Sedimentological Characteristics and Shale Gas Potential of Carboniferous Mudstones in Ireland: The Clare and Northwest Carboniferous Basins
Taylor, Kevin; Khattab, Sami; Nolan, Kath; Redfern, Jonathan; Williams, Brian; Warshauer, Steven; Hill, Jim; Armstrong, James
The Carboniferous basins in Ireland contain thick mudstone intervals that offer potential shale gas targets. Dinantian organic rich mudstones in the Northwest Carboniferous Basin (the Bundoran, Benbulben, Carruan and Dergvone Shales) and the Namurian Clare Shale of the Clare Basin have up to 8% TOC (present day) and are thermally mature.
The sedimentology and mineralogy of these mudstone successions have been documented using available outcrops, to characterise the resource potential and provide analogues to the subsurface shale reservoirs. Thin section microfacies analysis shows that the mudstones have significant variability. Advection currents were the dominant sedimentological process responsible for sediment deposition, as evidenced by graded beds and ripple features. Bioturbation is abundant, indicating dominantly well-oxygenated depositional bottom waters and suggest high productivity was the major driver for organic-enrichment, not anoxia. Diagenetic cements include dolomite and quartz which significantly increase the fraccability of the rock. Integration of these observations with thermal maturity considerations can significantly decrease the risk within shale basins.
Thermal maturity measurements and basin modelling indicate that the Dinantian shales of the Northwest Basin are likely to have generated significant gas, even though measured present-day TOC values at outcrop are low (<2% in most places). The key risks are present burial depths, which can be less than 300m, TOC distribution and understanding if the outcrops are representative of possible subsurface composition, and mineralogical composition (many shales are ductile). In the Clare Basin, Namurian shales are thicker, more deeply buried and have consistently higher TOC (3 to 8%). However, the effect of Late-Carboniferous upliftand possible gas leakage in the basin is critical to the shale gas potential. Modelling suggests that significant gas would have been generated, but thermal maturities recorded in the past from the Clare Shales suggest they are over-mature. The Dinantian shales offer better prospectivity, but still have a risk of gas leakage following inversion.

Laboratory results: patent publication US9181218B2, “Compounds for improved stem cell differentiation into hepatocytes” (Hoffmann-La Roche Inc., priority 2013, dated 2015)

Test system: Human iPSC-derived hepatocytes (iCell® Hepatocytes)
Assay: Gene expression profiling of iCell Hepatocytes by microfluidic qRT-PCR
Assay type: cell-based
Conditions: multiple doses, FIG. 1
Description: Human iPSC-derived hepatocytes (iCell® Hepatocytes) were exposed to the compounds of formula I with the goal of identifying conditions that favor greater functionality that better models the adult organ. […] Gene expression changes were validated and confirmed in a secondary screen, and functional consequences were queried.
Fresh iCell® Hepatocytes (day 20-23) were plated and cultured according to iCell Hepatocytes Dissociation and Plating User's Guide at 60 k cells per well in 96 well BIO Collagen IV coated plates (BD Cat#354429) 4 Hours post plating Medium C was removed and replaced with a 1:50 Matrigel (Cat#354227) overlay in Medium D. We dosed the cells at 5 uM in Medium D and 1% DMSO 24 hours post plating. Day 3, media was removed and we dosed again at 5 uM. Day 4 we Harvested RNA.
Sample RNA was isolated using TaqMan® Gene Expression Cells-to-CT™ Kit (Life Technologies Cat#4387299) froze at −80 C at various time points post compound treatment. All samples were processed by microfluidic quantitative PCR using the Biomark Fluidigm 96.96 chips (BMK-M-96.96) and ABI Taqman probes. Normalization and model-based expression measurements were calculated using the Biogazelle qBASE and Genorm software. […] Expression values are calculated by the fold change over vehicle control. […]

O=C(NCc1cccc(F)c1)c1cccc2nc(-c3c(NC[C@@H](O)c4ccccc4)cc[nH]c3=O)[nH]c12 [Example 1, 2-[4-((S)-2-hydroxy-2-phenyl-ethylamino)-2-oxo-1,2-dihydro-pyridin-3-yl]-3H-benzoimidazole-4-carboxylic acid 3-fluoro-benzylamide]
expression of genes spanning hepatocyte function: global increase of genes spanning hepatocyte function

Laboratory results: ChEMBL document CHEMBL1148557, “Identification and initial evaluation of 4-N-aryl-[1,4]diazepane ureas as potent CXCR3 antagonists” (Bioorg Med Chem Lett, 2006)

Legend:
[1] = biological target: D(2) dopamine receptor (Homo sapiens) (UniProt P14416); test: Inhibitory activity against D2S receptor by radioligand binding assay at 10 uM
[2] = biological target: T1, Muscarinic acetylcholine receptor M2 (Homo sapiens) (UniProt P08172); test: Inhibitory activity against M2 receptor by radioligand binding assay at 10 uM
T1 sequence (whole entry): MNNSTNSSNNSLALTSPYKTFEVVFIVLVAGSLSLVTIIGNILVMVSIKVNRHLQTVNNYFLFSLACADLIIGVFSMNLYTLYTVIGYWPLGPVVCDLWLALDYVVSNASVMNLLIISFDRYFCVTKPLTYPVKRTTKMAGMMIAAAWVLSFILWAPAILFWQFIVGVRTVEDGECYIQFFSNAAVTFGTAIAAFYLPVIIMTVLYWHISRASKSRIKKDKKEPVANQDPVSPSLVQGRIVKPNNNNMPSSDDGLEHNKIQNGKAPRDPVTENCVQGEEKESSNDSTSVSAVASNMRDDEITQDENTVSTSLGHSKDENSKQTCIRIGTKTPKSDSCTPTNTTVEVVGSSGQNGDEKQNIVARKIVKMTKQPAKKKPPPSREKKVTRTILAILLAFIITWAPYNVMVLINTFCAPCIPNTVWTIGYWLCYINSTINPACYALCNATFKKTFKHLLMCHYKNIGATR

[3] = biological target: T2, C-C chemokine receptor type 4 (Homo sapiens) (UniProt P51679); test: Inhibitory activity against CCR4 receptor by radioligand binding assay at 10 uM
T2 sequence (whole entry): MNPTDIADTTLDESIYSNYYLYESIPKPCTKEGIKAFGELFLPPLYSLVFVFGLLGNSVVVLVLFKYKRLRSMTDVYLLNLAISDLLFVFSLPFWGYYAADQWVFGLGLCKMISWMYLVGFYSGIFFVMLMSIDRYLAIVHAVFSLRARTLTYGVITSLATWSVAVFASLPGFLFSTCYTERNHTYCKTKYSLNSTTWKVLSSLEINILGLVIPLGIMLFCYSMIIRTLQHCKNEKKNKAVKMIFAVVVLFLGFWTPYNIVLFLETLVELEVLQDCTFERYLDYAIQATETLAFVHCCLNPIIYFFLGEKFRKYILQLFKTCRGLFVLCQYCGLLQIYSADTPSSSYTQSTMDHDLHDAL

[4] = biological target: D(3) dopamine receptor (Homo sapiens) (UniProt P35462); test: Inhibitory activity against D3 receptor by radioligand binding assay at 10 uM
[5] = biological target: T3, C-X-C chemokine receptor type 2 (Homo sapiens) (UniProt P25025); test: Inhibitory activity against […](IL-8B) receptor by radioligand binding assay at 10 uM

AAPG Search and Discovery Article #90163©2013AAPG 2013 Annual Convention and Exhibition, Pittsburgh, Pennsylvania, May 19-22, 2013